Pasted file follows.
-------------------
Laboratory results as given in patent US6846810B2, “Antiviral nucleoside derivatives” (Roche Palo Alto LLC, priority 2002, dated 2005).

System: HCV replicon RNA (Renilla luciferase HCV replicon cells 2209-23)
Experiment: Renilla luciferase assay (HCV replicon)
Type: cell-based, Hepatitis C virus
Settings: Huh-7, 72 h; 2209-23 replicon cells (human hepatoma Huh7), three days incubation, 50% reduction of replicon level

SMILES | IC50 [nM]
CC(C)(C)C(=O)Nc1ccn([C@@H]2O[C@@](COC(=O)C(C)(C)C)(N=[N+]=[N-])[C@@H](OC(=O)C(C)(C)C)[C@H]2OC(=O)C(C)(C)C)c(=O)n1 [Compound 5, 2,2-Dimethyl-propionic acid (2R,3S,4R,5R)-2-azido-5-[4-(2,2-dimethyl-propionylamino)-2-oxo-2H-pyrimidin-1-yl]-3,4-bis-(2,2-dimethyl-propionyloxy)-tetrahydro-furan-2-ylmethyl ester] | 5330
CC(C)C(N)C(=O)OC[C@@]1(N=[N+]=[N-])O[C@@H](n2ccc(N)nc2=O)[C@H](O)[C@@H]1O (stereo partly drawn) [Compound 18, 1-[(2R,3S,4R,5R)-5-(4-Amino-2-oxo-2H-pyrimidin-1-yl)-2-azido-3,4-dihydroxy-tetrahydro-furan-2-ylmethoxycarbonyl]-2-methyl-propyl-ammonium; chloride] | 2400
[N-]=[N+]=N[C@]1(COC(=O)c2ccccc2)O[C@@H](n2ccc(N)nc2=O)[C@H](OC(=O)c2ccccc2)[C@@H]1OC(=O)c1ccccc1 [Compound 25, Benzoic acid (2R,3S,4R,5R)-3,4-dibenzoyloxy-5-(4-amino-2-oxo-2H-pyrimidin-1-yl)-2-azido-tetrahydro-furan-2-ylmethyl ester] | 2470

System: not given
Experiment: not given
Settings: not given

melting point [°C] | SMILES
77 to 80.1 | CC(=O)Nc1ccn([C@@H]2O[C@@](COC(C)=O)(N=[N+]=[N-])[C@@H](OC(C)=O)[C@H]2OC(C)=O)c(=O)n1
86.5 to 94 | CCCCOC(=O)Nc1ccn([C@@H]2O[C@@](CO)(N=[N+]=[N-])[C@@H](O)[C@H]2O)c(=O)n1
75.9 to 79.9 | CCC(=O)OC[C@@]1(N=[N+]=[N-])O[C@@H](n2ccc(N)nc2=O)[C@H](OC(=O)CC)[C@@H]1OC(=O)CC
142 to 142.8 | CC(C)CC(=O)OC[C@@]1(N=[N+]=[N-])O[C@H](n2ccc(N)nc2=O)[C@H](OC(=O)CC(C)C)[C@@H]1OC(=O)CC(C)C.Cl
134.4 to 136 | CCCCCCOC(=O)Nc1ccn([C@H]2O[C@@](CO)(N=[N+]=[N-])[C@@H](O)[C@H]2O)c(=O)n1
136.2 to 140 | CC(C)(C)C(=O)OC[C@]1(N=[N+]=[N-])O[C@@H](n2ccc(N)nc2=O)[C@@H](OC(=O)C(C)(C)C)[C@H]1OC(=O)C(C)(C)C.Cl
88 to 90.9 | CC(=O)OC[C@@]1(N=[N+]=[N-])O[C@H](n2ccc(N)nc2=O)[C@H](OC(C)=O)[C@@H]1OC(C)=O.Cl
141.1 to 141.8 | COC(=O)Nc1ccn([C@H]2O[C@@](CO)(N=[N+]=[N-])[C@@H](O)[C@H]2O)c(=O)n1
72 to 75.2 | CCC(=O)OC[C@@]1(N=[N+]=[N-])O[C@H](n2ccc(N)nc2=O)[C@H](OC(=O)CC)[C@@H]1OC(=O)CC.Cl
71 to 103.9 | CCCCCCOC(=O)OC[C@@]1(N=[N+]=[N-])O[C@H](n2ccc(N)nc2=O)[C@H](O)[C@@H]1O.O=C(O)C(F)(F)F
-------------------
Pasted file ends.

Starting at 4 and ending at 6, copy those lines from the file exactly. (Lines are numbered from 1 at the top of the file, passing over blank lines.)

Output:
Type: cell-based, Hepatitis C virus
Settings: Huh-7, 72 h; 2209-23 replicon cells (human hepatoma Huh7), three days incubation, 50% reduction of replicon level

SMILES | IC50 [nM]